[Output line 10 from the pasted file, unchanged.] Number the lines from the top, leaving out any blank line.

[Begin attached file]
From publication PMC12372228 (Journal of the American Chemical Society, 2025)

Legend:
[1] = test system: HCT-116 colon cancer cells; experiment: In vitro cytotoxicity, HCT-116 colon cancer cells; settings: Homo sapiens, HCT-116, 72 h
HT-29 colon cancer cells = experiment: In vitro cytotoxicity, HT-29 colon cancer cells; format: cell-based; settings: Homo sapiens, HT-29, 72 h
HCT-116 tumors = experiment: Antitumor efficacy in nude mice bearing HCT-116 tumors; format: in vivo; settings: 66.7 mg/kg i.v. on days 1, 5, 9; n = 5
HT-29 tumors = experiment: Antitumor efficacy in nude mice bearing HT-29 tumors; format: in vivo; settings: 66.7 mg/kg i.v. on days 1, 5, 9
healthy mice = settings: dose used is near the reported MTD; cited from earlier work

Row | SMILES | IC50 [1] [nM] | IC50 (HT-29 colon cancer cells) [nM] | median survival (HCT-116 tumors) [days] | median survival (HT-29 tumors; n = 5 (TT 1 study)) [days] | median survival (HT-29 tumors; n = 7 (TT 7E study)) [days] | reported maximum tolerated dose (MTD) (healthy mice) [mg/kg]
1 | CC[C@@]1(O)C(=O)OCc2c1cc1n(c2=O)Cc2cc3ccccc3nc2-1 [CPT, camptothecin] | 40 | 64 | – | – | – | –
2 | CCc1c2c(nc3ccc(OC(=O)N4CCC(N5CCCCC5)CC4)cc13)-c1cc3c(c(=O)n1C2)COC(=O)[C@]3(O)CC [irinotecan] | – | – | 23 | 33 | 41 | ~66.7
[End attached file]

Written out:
2 | CCc1c2c(nc3ccc(OC(=O)N4CCC(N5CCCCC5)CC4)cc13)-c1cc3c(c(=O)n1C2)COC(=O)[C@]3(O)CC [irinotecan] | – | – | 23 | 33 | 41 | ~66.7